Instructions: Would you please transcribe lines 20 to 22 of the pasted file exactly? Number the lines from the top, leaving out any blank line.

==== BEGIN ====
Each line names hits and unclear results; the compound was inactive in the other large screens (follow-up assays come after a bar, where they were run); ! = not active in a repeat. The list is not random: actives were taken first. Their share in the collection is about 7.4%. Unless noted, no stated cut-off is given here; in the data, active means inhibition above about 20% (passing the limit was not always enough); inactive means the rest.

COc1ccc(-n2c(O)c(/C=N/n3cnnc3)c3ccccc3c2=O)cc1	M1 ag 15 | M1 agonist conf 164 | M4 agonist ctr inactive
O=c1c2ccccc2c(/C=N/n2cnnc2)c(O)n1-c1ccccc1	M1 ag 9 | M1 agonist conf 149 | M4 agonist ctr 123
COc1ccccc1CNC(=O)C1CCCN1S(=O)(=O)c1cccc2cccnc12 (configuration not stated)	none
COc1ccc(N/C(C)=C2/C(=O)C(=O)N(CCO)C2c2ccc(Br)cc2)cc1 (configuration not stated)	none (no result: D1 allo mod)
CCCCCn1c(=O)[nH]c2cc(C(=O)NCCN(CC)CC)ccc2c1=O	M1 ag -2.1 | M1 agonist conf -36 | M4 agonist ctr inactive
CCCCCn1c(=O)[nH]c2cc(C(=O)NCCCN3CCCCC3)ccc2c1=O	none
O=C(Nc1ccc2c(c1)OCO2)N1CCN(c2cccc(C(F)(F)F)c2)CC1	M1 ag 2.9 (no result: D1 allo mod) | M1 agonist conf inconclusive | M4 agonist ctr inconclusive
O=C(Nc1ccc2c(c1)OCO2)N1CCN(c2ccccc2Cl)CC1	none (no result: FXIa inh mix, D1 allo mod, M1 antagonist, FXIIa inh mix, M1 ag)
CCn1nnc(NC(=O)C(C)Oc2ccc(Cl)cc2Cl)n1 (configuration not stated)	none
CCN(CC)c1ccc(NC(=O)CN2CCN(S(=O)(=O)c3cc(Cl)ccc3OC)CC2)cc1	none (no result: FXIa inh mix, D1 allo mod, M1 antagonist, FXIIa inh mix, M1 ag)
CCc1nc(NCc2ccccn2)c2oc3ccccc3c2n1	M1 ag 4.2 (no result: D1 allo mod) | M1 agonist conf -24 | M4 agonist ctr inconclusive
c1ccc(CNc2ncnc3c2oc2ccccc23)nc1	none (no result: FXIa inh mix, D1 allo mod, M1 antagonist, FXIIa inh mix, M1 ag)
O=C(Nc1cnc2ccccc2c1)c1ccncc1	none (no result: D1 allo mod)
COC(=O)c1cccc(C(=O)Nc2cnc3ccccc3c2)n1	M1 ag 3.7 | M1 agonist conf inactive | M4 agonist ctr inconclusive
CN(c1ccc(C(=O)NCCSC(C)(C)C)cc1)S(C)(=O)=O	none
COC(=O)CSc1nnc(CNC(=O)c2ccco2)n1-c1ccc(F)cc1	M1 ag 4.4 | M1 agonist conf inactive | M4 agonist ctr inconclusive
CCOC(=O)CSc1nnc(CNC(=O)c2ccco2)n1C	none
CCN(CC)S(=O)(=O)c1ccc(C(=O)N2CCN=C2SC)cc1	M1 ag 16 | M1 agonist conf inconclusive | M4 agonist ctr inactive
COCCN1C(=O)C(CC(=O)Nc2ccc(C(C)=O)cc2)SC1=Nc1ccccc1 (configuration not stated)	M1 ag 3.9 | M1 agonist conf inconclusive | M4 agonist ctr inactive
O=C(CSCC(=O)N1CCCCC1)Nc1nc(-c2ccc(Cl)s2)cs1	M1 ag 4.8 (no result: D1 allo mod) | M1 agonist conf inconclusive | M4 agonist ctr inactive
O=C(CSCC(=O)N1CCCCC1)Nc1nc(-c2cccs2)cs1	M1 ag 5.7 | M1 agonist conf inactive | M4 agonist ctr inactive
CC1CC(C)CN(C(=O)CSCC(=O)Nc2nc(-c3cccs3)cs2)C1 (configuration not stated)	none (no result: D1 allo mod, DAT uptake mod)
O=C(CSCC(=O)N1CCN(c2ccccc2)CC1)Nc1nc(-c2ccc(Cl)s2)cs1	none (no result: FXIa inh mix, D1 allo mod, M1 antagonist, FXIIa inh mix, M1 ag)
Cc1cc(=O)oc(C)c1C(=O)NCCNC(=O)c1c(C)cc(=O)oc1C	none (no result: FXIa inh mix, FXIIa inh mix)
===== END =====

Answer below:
COCCN1C(=O)C(CC(=O)Nc2ccc(C(C)=O)cc2)SC1=Nc1ccccc1 (configuration not stated)	M1 ag 3.9 | M1 agonist conf inconclusive | M4 agonist ctr inactive
O=C(CSCC(=O)N1CCCCC1)Nc1nc(-c2ccc(Cl)s2)cs1	M1 ag 4.8 (no result: D1 allo mod) | M1 agonist conf inconclusive | M4 agonist ctr inactive
O=C(CSCC(=O)N1CCCCC1)Nc1nc(-c2cccs2)cs1	M1 ag 5.7 | M1 agonist conf inactive | M4 agonist ctr inactive